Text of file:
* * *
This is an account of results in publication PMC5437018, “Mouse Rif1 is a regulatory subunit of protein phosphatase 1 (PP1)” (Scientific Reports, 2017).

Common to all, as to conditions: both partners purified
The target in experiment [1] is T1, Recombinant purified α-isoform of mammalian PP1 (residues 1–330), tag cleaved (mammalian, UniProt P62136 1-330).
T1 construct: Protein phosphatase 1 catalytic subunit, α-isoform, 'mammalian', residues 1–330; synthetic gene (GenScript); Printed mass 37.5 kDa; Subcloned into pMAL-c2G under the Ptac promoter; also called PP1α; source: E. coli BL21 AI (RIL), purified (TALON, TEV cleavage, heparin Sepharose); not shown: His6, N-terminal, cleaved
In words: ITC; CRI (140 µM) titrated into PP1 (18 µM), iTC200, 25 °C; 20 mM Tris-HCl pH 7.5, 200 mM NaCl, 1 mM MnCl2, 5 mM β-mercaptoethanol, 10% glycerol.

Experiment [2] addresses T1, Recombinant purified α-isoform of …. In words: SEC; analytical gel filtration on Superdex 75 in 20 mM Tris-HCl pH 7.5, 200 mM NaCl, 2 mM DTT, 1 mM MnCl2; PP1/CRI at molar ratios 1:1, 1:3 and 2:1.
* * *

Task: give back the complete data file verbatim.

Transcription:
This is an account of results in publication PMC5437018, “Mouse Rif1 is a regulatory subunit of protein phosphatase 1 (PP1)” (Scientific Reports, 2017).

Common to all, as to conditions: both partners purified
The target in experiment [1] is T1, Recombinant purified α-isoform of mammalian PP1 (residues 1–330), tag cleaved (mammalian, UniProt P62136 1-330).
T1 construct: Protein phosphatase 1 catalytic subunit, α-isoform, 'mammalian', residues 1–330; synthetic gene (GenScript); Printed mass 37.5 kDa; Subcloned into pMAL-c2G under the Ptac promoter; also called PP1α; source: E. coli BL21 AI (RIL), purified (TALON, TEV cleavage, heparin Sepharose); not shown: His6, N-terminal, cleaved
In words: ITC; CRI (140 µM) titrated into PP1 (18 µM), iTC200, 25 °C; 20 mM Tris-HCl pH 7.5, 200 mM NaCl, 1 mM MnCl2, 5 mM β-mercaptoethanol, 10% glycerol.

Experiment [2] addresses T1, Recombinant purified α-isoform of …. In words: SEC; analytical gel filtration on Superdex 75 in 20 mM Tris-HCl pH 7.5, 200 mM NaCl, 2 mM DTT, 1 mM MnCl2; PP1/CRI at molar ratios 1:1, 1:3 and 2:1.